Mobile VR setups are great for a variety of reasons, mainly because they’re highly affordable while allowing you to immerse yourself in VR without being tethered to a bulky PC. Problem is, they’re sorely lacking in terms of processing power, making their output a far cry from what you can get out of a PC-based system. Plus, you can’t play SteamVR on a mobile platform, severely your options in VR gaming. The Zeiss VR One Connect changes that.
Designed to enable PC gaming on mobile VR headsets, the system allows you to play SteamVR titles using Zeiss’ VR One, ViewMaster’s VR Headset, or any of the other phone-based VR rigs available in the market. That way, you can use your cheap VR headset to play Star Trek: Bridge Crew, Arizona Sunshine, or any of the other VR games currently available on Steam.
While the Zeiss VR One Connect eliminates the need to purchase an expensive VR headset like the Oculus Rift or the HTC Vive, it will still require one expensive investment: a VR-capable gaming PC. If you can swing that, then you have everything you need to get started. Software on both the PC and the smartphone do most of the work, as far as the graphics are concerned, while a pair of controllers allow you to interact with the game similar to how you would using more expensive VR systems.
To get started, simply place your smartphone inside your VR headset, connect the phone to the PC using a USB cable (your headset needs to leave the microUSB slot accessible), and install all the necessary software. That’s it. From there, you can get started playing, with software on the PC doing all the graphical grunt work before sending it to the smartphone for flashing onto the screen. Do note, the phone will need to be connected to the PC via USB the entire time you play, so you’ll have to deal with wires and the potential accidents they’re likely to facilitate. Hopefully, they’ll come up with a wireless version soon enough.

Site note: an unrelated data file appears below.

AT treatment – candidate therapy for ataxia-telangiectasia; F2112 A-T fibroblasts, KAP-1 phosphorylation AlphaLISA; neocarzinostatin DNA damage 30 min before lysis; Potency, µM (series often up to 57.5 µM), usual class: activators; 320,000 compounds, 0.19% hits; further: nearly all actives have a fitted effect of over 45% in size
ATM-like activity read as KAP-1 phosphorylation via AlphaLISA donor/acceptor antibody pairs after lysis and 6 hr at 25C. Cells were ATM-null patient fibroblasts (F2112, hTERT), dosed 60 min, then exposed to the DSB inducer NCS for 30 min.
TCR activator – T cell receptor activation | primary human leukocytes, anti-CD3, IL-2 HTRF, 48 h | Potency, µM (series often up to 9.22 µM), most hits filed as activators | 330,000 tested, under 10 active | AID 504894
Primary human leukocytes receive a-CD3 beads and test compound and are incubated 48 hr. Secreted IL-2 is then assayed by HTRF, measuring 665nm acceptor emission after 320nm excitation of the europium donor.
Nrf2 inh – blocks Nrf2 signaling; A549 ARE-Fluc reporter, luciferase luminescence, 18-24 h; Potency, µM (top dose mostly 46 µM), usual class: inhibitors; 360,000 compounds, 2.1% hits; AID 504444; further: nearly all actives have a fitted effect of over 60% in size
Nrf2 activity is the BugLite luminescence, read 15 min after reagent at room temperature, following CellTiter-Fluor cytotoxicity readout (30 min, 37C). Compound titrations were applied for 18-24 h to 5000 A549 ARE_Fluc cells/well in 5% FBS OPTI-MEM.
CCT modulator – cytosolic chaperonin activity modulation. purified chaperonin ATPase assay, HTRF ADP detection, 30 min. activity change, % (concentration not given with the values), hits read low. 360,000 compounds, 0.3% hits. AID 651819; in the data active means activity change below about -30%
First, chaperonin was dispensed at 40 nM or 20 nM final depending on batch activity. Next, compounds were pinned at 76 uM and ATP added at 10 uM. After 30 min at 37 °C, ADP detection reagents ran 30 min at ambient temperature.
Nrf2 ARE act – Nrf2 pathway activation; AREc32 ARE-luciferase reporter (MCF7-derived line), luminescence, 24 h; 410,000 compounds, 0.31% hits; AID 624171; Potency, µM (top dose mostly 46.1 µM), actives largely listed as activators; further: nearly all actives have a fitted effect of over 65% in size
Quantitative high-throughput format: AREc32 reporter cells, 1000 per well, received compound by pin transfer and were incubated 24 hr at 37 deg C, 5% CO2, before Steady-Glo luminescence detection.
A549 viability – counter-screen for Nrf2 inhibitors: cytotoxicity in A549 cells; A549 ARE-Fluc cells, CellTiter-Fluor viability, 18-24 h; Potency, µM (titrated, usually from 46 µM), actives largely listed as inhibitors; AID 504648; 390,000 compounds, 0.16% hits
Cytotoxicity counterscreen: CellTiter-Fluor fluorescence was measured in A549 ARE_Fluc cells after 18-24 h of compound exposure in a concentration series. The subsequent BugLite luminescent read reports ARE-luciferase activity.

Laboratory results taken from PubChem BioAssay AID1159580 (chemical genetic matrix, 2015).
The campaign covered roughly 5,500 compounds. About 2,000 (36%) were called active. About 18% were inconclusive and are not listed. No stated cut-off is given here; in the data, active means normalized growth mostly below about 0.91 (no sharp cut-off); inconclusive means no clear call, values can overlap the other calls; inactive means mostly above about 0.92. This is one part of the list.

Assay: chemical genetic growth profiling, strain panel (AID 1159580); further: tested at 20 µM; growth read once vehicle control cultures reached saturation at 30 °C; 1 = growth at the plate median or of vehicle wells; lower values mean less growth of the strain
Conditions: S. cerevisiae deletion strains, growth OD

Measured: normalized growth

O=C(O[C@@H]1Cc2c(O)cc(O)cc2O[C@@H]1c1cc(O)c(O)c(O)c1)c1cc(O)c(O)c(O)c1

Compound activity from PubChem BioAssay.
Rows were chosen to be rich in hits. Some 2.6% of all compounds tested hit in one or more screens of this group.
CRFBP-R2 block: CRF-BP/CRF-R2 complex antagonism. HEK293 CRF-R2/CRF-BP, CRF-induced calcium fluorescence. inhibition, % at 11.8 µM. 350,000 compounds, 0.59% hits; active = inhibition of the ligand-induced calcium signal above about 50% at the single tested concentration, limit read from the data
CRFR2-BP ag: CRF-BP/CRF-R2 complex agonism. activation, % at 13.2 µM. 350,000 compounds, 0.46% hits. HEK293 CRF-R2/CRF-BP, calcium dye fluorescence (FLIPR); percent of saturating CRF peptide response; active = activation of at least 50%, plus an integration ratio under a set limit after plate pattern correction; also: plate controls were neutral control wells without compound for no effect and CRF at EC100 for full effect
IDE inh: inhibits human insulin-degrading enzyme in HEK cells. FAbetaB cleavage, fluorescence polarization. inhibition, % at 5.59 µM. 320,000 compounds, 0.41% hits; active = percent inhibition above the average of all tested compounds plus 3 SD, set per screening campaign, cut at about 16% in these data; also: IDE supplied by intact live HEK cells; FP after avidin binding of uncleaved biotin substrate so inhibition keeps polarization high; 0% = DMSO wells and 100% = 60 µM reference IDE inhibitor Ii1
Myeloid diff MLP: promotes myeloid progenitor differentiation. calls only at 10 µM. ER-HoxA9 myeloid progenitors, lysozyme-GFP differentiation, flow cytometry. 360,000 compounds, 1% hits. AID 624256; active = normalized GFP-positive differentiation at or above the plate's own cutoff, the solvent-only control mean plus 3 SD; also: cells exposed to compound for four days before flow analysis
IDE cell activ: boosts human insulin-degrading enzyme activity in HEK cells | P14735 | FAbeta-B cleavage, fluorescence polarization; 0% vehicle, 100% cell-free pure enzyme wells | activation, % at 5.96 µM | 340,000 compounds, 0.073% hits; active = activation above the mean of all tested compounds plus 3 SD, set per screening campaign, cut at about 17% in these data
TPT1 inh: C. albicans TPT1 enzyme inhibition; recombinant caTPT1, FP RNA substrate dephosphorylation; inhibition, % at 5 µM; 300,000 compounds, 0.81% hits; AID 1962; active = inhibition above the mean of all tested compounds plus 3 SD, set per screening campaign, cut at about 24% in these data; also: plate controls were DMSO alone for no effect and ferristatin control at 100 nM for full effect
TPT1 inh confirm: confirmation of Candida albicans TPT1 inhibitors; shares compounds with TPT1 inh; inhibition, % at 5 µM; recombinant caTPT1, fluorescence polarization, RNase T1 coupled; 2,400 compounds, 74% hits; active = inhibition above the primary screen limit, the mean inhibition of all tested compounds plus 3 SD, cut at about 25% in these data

For interacting with the game, Zeiss VR One Connect uses the smartphone’s built-in motion sensors and the two controllers, which can track 3DoF motion (three degrees of freedom) using an inertial sensor. Positional tracking isn’t supported, so you can’t move around the room and expect your character to do the same. No word on what smartphones are supported, by the way, although we’re guessing if you have a relatively new one from the past year, you should be good to go.
As you can imagine, the big selling point here is the fact that the system will be much more affordable than PC-based VR headsets, which when you factor in the cost of controllers, can raise the price close to four figures. The Zeiss VR One Connect bundle, in comparison, will cost just $129 when it goes on sale sometime in the fourth quarter. It will include the Zeiss VR One headset, a pair of handheld controllers, all the necessary software, and, hopefully, a long ass USB cable.